I agree with Craig. If you're thinking of buying a stove get it now. And yes NG is a rather in expensive way to heat your hacienda, right now. NG has a magical knack for increasing in price around October. I say buy now for two reasons, 1.) supply is good any stove you want is easily obtained right now. 2.) Stove prices are climbing. 5-10% increase in March-May and now I just recieved a letter from one of my major manufacturers warning of another 3% as of July. Steel prices have done nothing but go up since 2003 and will continue. Most manufacturers offset their costs & lessen the impact of the price increases by raising price across the board even on cast products. Another factor that has increased consumer stove cost by about 10% is shipping cost. Last year at this time I was paying 45-55 to get a stove here from SLC or Denver now I am paying 65-100. Most manufacturers and distributors are suspending freight programs or greatly increasing cost. I used to be able to order a stove and have a hearth pad "thrown on the pallet" for no extra charge. Now I pay an increased freight program cost for the stove and full freight for the hearth pad. (Eg. Ordered an outdoor firepit, a small gas fireplace and a hearth pad the other day. Last year that would have cost me 90 to ship the whole thing. Now it costs me 165.
    I agree with Elk in that pellet stoves will decline in popularity this year. I think wood will take over a percentage of my market but NG stoves will continue to sell well. Didn't sell alot of propane stoves last year but NG held fairly steady.
  6. ourhouse

    ourhouse Minister of Fire

    Joined:
    Feb 16, 2006
    Messages:
    727
    Loc:
    Norfolk Ma
    When I bought my new woodstove, the dealer was telling me that it was good I had bought that model and at that time because they had it in stock at the old price. Had I chosen a different model that wasn't in stock and they had to order it, the price would have been much higher because Quadrafire increased their prices. I asked them if it was that way across the board with the pellet stoves as well. And was told that yes, in fact they increased ALL of their prices and the pellet stoves were already flying off the shelves even at the higher prices.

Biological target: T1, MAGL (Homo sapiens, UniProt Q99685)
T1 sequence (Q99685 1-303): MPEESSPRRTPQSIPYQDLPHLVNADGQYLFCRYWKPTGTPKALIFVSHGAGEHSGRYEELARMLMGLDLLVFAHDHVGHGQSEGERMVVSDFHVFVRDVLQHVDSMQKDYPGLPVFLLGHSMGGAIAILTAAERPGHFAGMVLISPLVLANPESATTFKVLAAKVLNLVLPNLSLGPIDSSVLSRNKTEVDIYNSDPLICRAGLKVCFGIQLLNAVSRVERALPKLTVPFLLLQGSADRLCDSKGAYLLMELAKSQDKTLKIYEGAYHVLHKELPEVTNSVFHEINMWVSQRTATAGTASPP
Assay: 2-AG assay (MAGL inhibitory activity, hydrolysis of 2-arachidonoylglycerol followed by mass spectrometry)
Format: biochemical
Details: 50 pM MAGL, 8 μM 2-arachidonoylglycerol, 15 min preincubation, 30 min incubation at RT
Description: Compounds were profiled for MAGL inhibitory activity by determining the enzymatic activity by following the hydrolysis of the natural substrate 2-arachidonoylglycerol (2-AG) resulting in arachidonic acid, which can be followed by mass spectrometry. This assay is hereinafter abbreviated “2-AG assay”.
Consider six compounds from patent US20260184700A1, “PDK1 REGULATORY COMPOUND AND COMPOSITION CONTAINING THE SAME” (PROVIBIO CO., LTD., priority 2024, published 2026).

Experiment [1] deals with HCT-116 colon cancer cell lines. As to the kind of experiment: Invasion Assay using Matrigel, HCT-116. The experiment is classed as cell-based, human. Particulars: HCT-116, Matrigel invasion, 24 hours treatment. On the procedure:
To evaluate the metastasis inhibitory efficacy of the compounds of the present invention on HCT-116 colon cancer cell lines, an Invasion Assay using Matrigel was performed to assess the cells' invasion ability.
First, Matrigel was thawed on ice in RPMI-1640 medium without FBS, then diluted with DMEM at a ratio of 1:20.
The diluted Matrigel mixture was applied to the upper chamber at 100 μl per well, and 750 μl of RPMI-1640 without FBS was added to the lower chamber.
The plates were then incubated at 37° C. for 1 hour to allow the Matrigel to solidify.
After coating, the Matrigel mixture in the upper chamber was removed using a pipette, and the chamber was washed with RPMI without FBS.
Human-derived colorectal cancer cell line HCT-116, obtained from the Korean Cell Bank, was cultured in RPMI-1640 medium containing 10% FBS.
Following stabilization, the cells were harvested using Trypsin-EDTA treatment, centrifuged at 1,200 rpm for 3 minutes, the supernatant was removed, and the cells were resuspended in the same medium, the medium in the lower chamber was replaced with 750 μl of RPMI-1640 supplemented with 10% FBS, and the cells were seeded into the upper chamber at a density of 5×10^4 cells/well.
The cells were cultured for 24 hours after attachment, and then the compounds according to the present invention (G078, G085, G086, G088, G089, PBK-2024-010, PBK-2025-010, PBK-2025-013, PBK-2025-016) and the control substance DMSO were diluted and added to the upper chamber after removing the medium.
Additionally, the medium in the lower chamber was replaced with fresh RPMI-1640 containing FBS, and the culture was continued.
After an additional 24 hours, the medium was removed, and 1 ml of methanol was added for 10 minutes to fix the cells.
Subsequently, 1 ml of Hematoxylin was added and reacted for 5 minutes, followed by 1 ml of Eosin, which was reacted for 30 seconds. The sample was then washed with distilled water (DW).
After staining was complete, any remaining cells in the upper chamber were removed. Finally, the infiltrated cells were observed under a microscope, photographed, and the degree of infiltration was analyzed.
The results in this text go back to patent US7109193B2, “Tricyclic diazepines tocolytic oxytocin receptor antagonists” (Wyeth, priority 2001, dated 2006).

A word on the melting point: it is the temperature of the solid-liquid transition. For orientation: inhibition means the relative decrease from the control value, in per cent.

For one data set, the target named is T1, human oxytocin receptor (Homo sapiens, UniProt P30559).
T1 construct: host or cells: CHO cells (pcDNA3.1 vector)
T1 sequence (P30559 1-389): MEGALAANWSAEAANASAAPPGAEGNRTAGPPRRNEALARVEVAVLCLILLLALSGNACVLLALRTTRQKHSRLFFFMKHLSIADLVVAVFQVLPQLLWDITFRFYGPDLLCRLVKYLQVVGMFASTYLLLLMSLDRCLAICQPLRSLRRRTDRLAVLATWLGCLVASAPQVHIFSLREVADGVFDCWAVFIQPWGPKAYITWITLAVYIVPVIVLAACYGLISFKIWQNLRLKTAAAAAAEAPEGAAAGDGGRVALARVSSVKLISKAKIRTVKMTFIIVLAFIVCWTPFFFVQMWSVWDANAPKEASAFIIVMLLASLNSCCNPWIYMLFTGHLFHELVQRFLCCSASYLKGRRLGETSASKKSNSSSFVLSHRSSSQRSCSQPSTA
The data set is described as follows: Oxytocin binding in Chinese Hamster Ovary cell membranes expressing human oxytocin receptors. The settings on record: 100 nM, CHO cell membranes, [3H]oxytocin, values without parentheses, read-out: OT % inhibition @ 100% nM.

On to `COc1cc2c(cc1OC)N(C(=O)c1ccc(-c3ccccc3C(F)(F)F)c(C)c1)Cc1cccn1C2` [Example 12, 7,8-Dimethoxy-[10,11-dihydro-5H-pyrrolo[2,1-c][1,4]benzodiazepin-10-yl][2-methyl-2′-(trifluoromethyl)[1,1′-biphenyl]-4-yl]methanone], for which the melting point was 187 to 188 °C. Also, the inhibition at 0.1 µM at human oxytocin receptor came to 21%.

7. Eric Johnson

    Eric Johnson Mod Emeritus

    Joined:
    Nov 18, 2005
    Messages:
    5,705
    Loc:
    Central NYS
    The one pellet manufacturer I am aware of, New England Wood Pellet of Jaffrey, NH, is building a new plant in Skylar, New York that will double their production capacity. Other expansions are on the drawing board, as I understand it.
  8. MountainStoveGuy

    MountainStoveGuy New Member

    Joined:
    Jan 23, 2006
    Messages:
    3,629
    Loc:
    Northern Colorado Mountains
    I local situation on pellet stoves, here in granola boulder colorado, alot of people buy pellet stoves because of the green aspects of burning pellets. If i can get stoves, i think i will sell them.
  9. stuart

    stuart New Member

    Joined:
    Mar 10, 2006
    Messages:
    44
    Loc:
    Bethany Ct
    yes i agree with shane me owing a pellet stove it will help me if pellet sales drop ,that will mean i will have a abundt suppy of pellets if it goes that way
  10. begreen

    begreen Mooderator Staff Member

    Joined:
    Nov 18, 2005
    Messages:
    48,116
    Loc:
    South Puget Sound, WA
    MSG, do you get any temperature inversions in the winter in the Boulder/Denver area? If yes, pellet stoves are a blessing. When we're in a bad lingering inversion, you can smell a woodstove a mile away. Not so with the pellet stove. If one is in an urban area, they can be a much more neighbor friendly stove.
  11. HarryBack

    HarryBack New Member

    Joined:
    Dec 27, 2005
    Messages:
    990
    Loc:
    Western Massachusetts
    I think its a fairly safe bet to say that pellet stove sales will decrease from last years' SUPER sales year, for whatever reason, be it Katrina, the high oil price, etc, alot of fence-sitters fell off the fence and bought last year. I still believe it'll be a good year for the pellet stoves as well. Im being stalled badly by the corn supply dilemma here in New England. Have been talking to a few customers tho, and as soon as they hear ANYTHING in bulk that needs to be screened, and hauled, and shoveled, and stowed, they seem to lose interest. Bagged corn is a maybe, but im not convinced its much of a better choice, given the possible rodent issue. Im sure in farm country, like the corn belt, corn is a great idea tho!
  12. tradergordo

    tradergordo Minister of Fire

    Joined:
    May 31, 2006
    Messages:
    806
    Loc:
    Phoenixville, PA
    I'm sure you already know about it, but I really like the hearth.com fuel cost comparison calculator. You can plug in any numbers that apply to your local area to see how much every alternative would cost. You can even plug in different efficiency rates for each heating appliance.

    If you are in the business, you could post a printout in your store or give copies to potential customers.